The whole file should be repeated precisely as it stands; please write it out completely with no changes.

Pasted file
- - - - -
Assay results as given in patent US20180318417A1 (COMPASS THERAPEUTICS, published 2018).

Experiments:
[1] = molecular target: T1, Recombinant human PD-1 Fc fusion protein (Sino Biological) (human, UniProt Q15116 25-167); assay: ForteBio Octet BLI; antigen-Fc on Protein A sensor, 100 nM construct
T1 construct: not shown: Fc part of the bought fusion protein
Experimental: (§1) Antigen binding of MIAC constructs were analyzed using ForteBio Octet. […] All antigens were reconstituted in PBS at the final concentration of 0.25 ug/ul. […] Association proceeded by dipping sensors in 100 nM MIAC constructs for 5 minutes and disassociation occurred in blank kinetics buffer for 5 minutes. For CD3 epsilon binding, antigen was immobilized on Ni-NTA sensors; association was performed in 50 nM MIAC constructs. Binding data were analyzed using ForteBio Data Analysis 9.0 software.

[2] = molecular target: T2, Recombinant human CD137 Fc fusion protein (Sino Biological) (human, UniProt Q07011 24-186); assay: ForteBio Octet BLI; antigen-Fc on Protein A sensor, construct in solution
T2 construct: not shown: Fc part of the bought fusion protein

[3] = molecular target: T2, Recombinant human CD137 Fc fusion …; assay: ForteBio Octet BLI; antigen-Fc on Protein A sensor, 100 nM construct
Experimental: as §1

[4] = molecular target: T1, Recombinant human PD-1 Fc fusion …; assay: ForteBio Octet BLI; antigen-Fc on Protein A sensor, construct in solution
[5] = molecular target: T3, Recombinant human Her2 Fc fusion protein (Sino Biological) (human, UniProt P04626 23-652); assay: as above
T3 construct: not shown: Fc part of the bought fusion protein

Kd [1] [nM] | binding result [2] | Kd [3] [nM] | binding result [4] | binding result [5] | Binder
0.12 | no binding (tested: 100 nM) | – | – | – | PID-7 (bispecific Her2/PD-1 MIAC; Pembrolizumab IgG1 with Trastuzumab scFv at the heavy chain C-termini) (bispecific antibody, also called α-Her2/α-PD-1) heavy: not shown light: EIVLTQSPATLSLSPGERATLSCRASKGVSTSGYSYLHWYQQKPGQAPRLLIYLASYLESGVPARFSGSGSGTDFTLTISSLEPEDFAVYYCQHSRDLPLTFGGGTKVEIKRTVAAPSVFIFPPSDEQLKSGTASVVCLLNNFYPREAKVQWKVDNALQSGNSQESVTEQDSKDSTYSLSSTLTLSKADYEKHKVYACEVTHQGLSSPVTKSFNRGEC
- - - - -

Assay results as given in patent US20180318417A1 (COMPASS THERAPEUTICS, published 2018).

Experiments:
[1] = molecular target: T1, Recombinant human PD-1 Fc fusion protein (Sino Biological) (human, UniProt Q15116 25-167); assay: ForteBio Octet BLI; antigen-Fc on Protein A sensor, 100 nM construct
T1 construct: not shown: Fc part of the bought fusion protein
Experimental: (§1) Antigen binding of MIAC constructs were analyzed using ForteBio Octet. […] All antigens were reconstituted in PBS at the final concentration of 0.25 ug/ul. […] Association proceeded by dipping sensors in 100 nM MIAC constructs for 5 minutes and disassociation occurred in blank kinetics buffer for 5 minutes. For CD3 epsilon binding, antigen was immobilized on Ni-NTA sensors; association was performed in 50 nM MIAC constructs. Binding data were analyzed using ForteBio Data Analysis 9.0 software.

[2] = molecular target: T2, Recombinant human CD137 Fc fusion protein (Sino Biological) (human, UniProt Q07011 24-186); assay: ForteBio Octet BLI; antigen-Fc on Protein A sensor, construct in solution
T2 construct: not shown: Fc part of the bought fusion protein

[3] = molecular target: T2, Recombinant human CD137 Fc fusion …; assay: ForteBio Octet BLI; antigen-Fc on Protein A sensor, 100 nM construct
Experimental: as §1

[4] = molecular target: T1, Recombinant human PD-1 Fc fusion …; assay: ForteBio Octet BLI; antigen-Fc on Protein A sensor, construct in solution
[5] = molecular target: T3, Recombinant human Her2 Fc fusion protein (Sino Biological) (human, UniProt P04626 23-652); assay: as above
T3 construct: not shown: Fc part of the bought fusion protein

Kd [1] [nM] | binding result [2] | Kd [3] [nM] | binding result [4] | binding result [5] | Binder
0.12 | no binding (tested: 100 nM) | – | – | – | PID-7 (bispecific Her2/PD-1 MIAC; Pembrolizumab IgG1 with Trastuzumab scFv at the heavy chain C-termini) (bispecific antibody, also called α-Her2/α-PD-1) heavy: not shown light: EIVLTQSPATLSLSPGERATLSCRASKGVSTSGYSYLHWYQQKPGQAPRLLIYLASYLESGVPARFSGSGSGTDFTLTISSLEPEDFAVYYCQHSRDLPLTFGGGTKVEIKRTVAAPSVFIFPPSDEQLKSGTASVVCLLNNFYPREAKVQWKVDNALQSGNSQESVTEQDSKDSTYSLSSTLTLSKADYEKHKVYACEVTHQGLSSPVTKSFNRGEC